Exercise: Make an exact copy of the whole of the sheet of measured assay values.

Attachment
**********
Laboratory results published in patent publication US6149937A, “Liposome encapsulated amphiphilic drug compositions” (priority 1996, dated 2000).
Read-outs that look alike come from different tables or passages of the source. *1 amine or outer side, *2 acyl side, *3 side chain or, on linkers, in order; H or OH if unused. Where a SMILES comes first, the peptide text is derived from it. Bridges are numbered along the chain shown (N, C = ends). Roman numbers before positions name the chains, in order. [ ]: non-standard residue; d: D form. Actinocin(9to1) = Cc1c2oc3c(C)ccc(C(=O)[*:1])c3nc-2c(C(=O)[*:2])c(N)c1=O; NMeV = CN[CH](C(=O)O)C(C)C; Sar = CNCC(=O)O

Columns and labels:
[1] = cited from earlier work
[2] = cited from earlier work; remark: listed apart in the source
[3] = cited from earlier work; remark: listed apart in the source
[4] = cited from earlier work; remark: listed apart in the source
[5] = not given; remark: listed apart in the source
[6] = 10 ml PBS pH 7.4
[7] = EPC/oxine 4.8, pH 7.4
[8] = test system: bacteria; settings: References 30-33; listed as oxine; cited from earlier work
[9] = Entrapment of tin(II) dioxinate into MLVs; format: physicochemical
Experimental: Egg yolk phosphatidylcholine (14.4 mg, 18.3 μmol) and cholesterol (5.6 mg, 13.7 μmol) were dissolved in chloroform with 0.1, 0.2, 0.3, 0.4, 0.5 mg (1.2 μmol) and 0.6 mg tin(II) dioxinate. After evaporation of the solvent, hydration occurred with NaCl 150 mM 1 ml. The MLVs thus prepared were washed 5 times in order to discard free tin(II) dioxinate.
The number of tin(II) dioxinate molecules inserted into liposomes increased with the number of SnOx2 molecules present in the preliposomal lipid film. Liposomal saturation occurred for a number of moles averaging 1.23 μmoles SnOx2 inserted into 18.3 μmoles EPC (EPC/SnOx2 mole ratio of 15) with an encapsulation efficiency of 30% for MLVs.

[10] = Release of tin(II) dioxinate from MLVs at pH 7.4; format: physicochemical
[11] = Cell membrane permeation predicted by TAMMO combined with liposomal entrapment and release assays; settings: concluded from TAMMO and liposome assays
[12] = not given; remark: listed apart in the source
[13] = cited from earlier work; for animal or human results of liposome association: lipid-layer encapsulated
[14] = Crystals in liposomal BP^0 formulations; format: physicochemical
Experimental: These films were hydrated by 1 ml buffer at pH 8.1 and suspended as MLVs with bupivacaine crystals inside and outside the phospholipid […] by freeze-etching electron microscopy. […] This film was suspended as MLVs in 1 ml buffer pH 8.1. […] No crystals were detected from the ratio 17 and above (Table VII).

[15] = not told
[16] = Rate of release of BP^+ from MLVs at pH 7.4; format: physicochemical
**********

Laboratory results published in patent publication US6149937A, “Liposome encapsulated amphiphilic drug compositions” (priority 1996, dated 2000).
Read-outs that look alike come from different tables or passages of the source. *1 amine or outer side, *2 acyl side, *3 side chain or, on linkers, in order; H or OH if unused. Where a SMILES comes first, the peptide text is derived from it. Bridges are numbered along the chain shown (N, C = ends). Roman numbers before positions name the chains, in order. [ ]: non-standard residue; d: D form. Actinocin(9to1) = Cc1c2oc3c(C)ccc(C(=O)[*:1])c3nc-2c(C(=O)[*:2])c(N)c1=O; NMeV = CN[CH](C(=O)O)C(C)C; Sar = CNCC(=O)O

Columns and labels:
[1] = cited from earlier work
[2] = cited from earlier work; remark: listed apart in the source
[3] = cited from earlier work; remark: listed apart in the source
[4] = cited from earlier work; remark: listed apart in the source
[5] = not given; remark: listed apart in the source
[6] = 10 ml PBS pH 7.4
[7] = EPC/oxine 4.8, pH 7.4
[8] = test system: bacteria; settings: References 30-33; listed as oxine; cited from earlier work
[9] = Entrapment of tin(II) dioxinate into MLVs; format: physicochemical
Experimental: Egg yolk phosphatidylcholine (14.4 mg, 18.3 μmol) and cholesterol (5.6 mg, 13.7 μmol) were dissolved in chloroform with 0.1, 0.2, 0.3, 0.4, 0.5 mg (1.2 μmol) and 0.6 mg tin(II) dioxinate. After evaporation of the solvent, hydration occurred with NaCl 150 mM 1 ml. The MLVs thus prepared were washed 5 times in order to discard free tin(II) dioxinate.
The number of tin(II) dioxinate molecules inserted into liposomes increased with the number of SnOx2 molecules present in the preliposomal lipid film. Liposomal saturation occurred for a number of moles averaging 1.23 μmoles SnOx2 inserted into 18.3 μmoles EPC (EPC/SnOx2 mole ratio of 15) with an encapsulation efficiency of 30% for MLVs.

[10] = Release of tin(II) dioxinate from MLVs at pH 7.4; format: physicochemical
[11] = Cell membrane permeation predicted by TAMMO combined with liposomal entrapment and release assays; settings: concluded from TAMMO and liposome assays
[12] = not given; remark: listed apart in the source
[13] = cited from earlier work; for animal or human results of liposome association: lipid-layer encapsulated
[14] = Crystals in liposomal BP^0 formulations; format: physicochemical
Experimental: These films were hydrated by 1 ml buffer at pH 8.1 and suspended as MLVs with bupivacaine crystals inside and outside the phospholipid […] by freeze-etching electron microscopy. […] This film was suspended as MLVs in 1 ml buffer pH 8.1. […] No crystals were detected from the ratio 17 and above (Table VII).

[15] = not told
[16] = Rate of release of BP^+ from MLVs at pH 7.4; format: physicochemical